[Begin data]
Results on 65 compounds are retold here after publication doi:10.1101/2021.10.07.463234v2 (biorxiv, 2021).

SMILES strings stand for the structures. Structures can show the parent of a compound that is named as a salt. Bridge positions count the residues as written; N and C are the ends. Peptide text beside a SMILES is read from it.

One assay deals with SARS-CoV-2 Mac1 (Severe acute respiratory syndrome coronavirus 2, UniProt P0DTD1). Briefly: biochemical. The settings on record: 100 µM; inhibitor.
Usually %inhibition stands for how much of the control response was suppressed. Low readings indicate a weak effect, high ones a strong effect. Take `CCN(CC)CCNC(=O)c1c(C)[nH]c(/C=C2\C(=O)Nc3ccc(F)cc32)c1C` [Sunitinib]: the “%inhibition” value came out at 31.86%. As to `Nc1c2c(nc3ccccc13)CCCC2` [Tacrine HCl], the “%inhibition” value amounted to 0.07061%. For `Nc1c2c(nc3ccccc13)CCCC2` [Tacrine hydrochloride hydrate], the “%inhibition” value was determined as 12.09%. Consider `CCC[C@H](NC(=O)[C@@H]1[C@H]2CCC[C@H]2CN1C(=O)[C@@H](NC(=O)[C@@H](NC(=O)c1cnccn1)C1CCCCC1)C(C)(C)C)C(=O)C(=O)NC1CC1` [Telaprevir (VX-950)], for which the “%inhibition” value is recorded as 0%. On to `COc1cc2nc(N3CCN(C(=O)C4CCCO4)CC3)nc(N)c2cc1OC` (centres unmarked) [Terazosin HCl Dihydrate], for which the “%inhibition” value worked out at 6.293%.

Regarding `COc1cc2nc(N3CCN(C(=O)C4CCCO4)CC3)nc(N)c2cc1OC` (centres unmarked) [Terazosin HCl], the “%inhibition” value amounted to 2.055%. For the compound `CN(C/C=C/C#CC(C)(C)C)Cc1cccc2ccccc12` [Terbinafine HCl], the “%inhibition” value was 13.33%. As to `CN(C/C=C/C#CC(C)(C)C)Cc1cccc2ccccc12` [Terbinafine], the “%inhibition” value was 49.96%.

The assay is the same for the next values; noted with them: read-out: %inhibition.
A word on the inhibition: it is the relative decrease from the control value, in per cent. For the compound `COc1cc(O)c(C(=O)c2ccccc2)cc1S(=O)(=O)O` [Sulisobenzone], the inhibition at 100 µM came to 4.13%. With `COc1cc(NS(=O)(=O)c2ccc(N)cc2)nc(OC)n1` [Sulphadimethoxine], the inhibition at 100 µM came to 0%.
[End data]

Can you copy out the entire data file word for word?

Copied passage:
Results on 65 compounds are retold here after publication doi:10.1101/2021.10.07.463234v2 (biorxiv, 2021).

SMILES strings stand for the structures. Structures can show the parent of a compound that is named as a salt. Bridge positions count the residues as written; N and C are the ends. Peptide text beside a SMILES is read from it.

One assay deals with SARS-CoV-2 Mac1 (Severe acute respiratory syndrome coronavirus 2, UniProt P0DTD1). Briefly: biochemical. The settings on record: 100 µM; inhibitor.
Usually %inhibition stands for how much of the control response was suppressed. Low readings indicate a weak effect, high ones a strong effect. Take `CCN(CC)CCNC(=O)c1c(C)[nH]c(/C=C2\C(=O)Nc3ccc(F)cc32)c1C` [Sunitinib]: the “%inhibition” value came out at 31.86%. As to `Nc1c2c(nc3ccccc13)CCCC2` [Tacrine HCl], the “%inhibition” value amounted to 0.07061%. For `Nc1c2c(nc3ccccc13)CCCC2` [Tacrine hydrochloride hydrate], the “%inhibition” value was determined as 12.09%. Consider `CCC[C@H](NC(=O)[C@@H]1[C@H]2CCC[C@H]2CN1C(=O)[C@@H](NC(=O)[C@@H](NC(=O)c1cnccn1)C1CCCCC1)C(C)(C)C)C(=O)C(=O)NC1CC1` [Telaprevir (VX-950)], for which the “%inhibition” value is recorded as 0%. On to `COc1cc2nc(N3CCN(C(=O)C4CCCO4)CC3)nc(N)c2cc1OC` (centres unmarked) [Terazosin HCl Dihydrate], for which the “%inhibition” value worked out at 6.293%.

Regarding `COc1cc2nc(N3CCN(C(=O)C4CCCO4)CC3)nc(N)c2cc1OC` (centres unmarked) [Terazosin HCl], the “%inhibition” value amounted to 2.055%. For the compound `CN(C/C=C/C#CC(C)(C)C)Cc1cccc2ccccc12` [Terbinafine HCl], the “%inhibition” value was 13.33%. As to `CN(C/C=C/C#CC(C)(C)C)Cc1cccc2ccccc12` [Terbinafine], the “%inhibition” value was 49.96%.

The assay is the same for the next values; noted with them: read-out: %inhibition.
A word on the inhibition: it is the relative decrease from the control value, in per cent. For the compound `COc1cc(O)c(C(=O)c2ccccc2)cc1S(=O)(=O)O` [Sulisobenzone], the inhibition at 100 µM came to 4.13%. With `COc1cc(NS(=O)(=O)c2ccc(N)cc2)nc(OC)n1` [Sulphadimethoxine], the inhibition at 100 µM came to 0%.